The Food and Drug Administration is investigating allegations that Boston Scientific is using counterfeit raw materials in its urogynecologic surgical mesh.
For women who already have the Boston Scientific mesh implanted, the FDA is not recommending removal. The available data do not suggest any decreased benefit with the device and the risk of mesh removal outweighs any potential risk from mesh manufactured from alleged counterfeit raw materials, according to the FDA.
The investigation, announced by the FDA on April 1, 2016, comes after the agency received a citizen’s petition alleging that Boston Scientific was using a resin manufactured in China rather than the authentic Marlex HGX-030-01 resin.
Teresa Stevens, who is also involved in a federal class action lawsuit against Boston Scientific, submitted the citizen’s petition asking the FDA to begin an immediate Class I recall of all Boston Scientific mesh products made with the alleged counterfeit resin.
Boston Scientific is denying the allegations made in the petition.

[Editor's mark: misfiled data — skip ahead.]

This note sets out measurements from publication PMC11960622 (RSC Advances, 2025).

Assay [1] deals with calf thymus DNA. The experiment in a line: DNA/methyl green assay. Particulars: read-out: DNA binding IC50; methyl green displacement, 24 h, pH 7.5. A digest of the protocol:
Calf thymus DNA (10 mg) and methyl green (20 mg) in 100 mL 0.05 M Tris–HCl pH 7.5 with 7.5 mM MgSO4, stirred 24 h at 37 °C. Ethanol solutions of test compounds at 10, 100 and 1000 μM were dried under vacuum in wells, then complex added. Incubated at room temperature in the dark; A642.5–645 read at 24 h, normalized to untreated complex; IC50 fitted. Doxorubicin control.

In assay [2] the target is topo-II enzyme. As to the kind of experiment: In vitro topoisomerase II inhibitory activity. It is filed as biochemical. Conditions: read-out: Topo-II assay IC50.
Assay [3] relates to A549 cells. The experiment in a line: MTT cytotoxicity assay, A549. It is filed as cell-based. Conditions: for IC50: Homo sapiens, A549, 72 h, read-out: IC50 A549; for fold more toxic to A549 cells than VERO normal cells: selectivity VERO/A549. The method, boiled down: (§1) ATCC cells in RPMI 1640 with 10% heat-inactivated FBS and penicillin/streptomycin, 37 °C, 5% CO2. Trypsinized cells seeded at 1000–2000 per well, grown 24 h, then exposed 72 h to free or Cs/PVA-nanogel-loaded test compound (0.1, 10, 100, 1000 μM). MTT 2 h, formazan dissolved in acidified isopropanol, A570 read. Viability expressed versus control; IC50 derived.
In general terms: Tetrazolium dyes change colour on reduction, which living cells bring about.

“Boston Scientific does not use ‘counterfeit’ or ‘adulterated’ materials in our medical devices,” company officials wrote in an April 1 statement. “We have the highest confidence in the safety of our mesh devices. We have shared our test data with the Food and Drug Administration and are fully cooperating with the agency’s requests for information as part of our ongoing discussions. Additionally, we have offered to conduct further biocompatibility and chemical characterization testing to complement the results from existing tests.”
Company officials said they located a new supplier of Marlex resin in 2011 and put samples of the materials through a battery of tests to demonstrate equivalency.
The FDA acknowledged that it is not uncommon for companies to change the source of their raw materials after a device has been cleared for marketing and that the change often does not require premarket review by the agency. But due to the allegations in the citizen’s petition, the FDA will evaluate the results of new testing conducted by the company, including chemical characterization and toxicologic risk assessment of the raw material alleged to be counterfeit, as well as chemical characterization and biocompatibility of the final finished urogynecologic surgical mesh.
“The additional testing should be sufficient for the FDA to determine whether or not the urogynecologic surgical mesh manufactured from the alleged counterfeit raw material are equivalent to the urogynecologic surgical mesh manufactured from the original raw material supplier,” FDA officials wrote. “We expect that this testing will take several months to complete.”
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